Server Fault is a question and answer site for system and network administrators. It's 100% free, no registration required.

Sign up
Here's how it works:
  1. Anybody can ask a question
  2. Anybody can answer
  3. The best answers are voted up and rise to the top

I've been trying to setup MySQL on an Ubuntu server over SSH but always get a error: 'Access denied for user 'mark'@'localhost' (using password: YES)'

I've so far tried to change the bind-address to the server IP using these instructions, and a clean reinstall but I always get this error when I try to use any mysql commands.

A friend of mine said he didn't need any extra setup so I'm confused as to where I went wrong. I cleaned all mysql and then installed mysql-server and then mysql-client under sudo but I can't get round this error.

Is there something I need to configure to allow connection by a user and is it correct that /etc/hostname is set to localhost?

share|improve this question

One option on debian-based systems is to use the debian-sys-maint user. Login info is in /etc/mysql/debian.cnf -- be sure to specify the host as well, even if it's localhost. Once you're in, you can set the password for mark (drop the user first, if it already exists).

$ mysql -u debian-sys-maint -h localhost -p
mysql> CREATE USER 'mark'@'localhost' IDENTIFIED BY 'mypass';
mysql> GRANT ALL ON *.* TO 'mark'@'localhost';
mysql> GRANT GRANT OPTION ON *.* TO 'mark'@'localhost';
mysql> quit
$ shred -u ~/.mysql_history

EDIT: After reading the linked instructions that you followed, it's not clear that mysql is listening on localhost, which is necessary if all your users are 'user'@'localhost', since mysql user accounts are bound to a host from which they access the mysql server. If the server is listening on an address other than localhost, even if you're accessing it from the local machine, you'll need to use the address it's listening on. If this is the case, set it to listen on or localhost, log in as root or debian-sys-maint, and add accounts for 'mark'@'<other ip>' and 'root'@'<other ip>'

EDIT2: /etc/hostname should not be localhost but rather the machine name. I don't think this has anything to do with your troubles, but it could. Try changing it to something else (marksmachine for example) by editing /etc/hostname and then $ sudo hostname -F /etc/hostname.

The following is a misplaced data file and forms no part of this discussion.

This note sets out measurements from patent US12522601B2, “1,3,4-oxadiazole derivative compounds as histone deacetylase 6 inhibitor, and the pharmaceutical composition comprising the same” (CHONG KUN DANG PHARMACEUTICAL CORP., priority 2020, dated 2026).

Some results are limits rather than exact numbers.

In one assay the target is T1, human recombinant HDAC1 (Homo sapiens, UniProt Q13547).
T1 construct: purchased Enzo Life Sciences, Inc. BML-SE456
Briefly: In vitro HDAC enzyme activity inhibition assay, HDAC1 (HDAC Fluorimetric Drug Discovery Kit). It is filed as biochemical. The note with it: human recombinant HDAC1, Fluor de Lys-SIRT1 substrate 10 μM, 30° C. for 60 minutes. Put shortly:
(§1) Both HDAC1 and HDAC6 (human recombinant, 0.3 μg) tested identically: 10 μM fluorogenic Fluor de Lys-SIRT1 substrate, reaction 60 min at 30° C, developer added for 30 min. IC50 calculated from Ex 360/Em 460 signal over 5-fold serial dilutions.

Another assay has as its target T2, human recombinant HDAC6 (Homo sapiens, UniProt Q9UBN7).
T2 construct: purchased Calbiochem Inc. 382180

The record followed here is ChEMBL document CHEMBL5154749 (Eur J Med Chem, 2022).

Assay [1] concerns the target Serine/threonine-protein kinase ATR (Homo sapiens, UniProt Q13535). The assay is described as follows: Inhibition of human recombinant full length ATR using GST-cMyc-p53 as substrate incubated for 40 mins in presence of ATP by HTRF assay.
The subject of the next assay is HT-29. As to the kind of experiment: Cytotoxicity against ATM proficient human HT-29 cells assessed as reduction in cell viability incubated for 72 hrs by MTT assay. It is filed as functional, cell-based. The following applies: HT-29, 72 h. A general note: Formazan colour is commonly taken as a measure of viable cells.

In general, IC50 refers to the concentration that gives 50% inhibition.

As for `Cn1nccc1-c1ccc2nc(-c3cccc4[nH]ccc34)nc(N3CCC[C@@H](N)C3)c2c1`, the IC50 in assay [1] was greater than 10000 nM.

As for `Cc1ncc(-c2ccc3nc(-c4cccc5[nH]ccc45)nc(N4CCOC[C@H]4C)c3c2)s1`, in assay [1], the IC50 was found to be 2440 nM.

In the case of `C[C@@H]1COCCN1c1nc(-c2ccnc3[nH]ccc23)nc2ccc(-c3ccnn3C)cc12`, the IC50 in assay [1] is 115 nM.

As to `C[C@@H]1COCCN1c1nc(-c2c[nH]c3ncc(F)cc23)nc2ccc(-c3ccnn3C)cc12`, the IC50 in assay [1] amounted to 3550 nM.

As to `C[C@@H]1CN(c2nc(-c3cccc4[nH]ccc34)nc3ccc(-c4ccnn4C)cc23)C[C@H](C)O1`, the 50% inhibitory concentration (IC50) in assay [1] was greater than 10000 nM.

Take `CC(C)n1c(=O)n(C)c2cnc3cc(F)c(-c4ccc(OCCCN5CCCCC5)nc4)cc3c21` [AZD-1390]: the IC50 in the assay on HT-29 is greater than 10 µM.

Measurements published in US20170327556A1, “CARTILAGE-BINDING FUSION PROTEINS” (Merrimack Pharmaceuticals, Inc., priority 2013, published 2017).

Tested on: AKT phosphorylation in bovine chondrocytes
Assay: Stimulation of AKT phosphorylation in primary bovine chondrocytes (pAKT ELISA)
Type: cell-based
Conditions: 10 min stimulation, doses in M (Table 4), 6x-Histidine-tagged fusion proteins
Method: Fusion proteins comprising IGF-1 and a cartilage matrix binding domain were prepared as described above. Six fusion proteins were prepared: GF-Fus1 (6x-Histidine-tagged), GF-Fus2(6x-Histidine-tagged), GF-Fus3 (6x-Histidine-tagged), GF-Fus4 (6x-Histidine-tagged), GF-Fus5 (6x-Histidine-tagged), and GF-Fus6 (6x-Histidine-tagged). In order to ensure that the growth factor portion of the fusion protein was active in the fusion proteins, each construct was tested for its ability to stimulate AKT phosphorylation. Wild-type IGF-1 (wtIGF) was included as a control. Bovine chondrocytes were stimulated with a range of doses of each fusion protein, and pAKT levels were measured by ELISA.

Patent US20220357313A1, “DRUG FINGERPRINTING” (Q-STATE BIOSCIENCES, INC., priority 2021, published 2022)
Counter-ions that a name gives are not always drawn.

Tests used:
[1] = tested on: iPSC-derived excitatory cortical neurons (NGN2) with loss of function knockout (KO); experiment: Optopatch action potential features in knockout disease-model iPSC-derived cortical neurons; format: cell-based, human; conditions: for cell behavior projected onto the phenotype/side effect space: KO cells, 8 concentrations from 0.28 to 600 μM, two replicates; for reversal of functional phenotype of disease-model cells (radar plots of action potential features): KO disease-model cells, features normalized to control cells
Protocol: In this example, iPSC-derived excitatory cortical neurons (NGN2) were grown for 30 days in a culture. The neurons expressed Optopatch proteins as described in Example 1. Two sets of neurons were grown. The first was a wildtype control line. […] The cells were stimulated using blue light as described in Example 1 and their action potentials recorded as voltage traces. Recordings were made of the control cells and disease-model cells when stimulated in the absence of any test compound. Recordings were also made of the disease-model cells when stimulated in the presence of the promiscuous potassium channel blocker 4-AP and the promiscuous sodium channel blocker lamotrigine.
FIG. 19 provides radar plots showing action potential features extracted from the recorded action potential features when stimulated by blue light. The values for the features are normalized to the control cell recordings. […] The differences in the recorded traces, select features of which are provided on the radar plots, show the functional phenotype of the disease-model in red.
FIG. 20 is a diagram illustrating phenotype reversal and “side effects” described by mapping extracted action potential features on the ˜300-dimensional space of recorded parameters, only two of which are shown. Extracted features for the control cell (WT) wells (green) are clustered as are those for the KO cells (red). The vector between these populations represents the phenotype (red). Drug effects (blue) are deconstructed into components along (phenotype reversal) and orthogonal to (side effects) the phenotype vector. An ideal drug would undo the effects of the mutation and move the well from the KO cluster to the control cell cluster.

share|improve this answer
I assume mysql listens on the bind-address option, which I've just changed to 'localhost' but again I get the same error when I try to run a mysql command. I assumed that after the install, you can run mysql -u root -p and login with the password you just set during the install, but it doesn't work :( – markwalker_ Apr 10 '13 at 20:15

Are you sure you created a user on this database called mark@localhost? Do you know the root password to the mysql install? Did you run mysql-secure-installation yet?

share|improve this answer
I've ran apt-get install mysql-server then setup the root, then tried mysql -u root -p status and I get the access denied. I've not added any users to mysql or ran mysql-secure-installation. Can you tell I'm new to server admin!? – markwalker_ Apr 10 '13 at 19:17
status is the root password? – user160910 Apr 11 '13 at 13:43
No, I believed -p simply prompted for the password. At least thats the way the guide I used made it seem. I took that line straight from a set of instructions. – markwalker_ Apr 11 '13 at 14:50

first of all you have to create user in your Mysql and then you have to add proper GRANTS to the user,below is the command by which you can do it

 GRANT ALL ON dbname.* TO mark@localhost IDENTIFIED BY 'mypassword';
share|improve this answer
But you can't do that unless you can access mysql right? If I run any mysql commands I get the error. – markwalker_ Apr 10 '13 at 19:37

Your Answer


By posting your answer, you agree to the privacy policy and terms of service.

Not the answer you're looking for? Browse other questions tagged or ask your own question.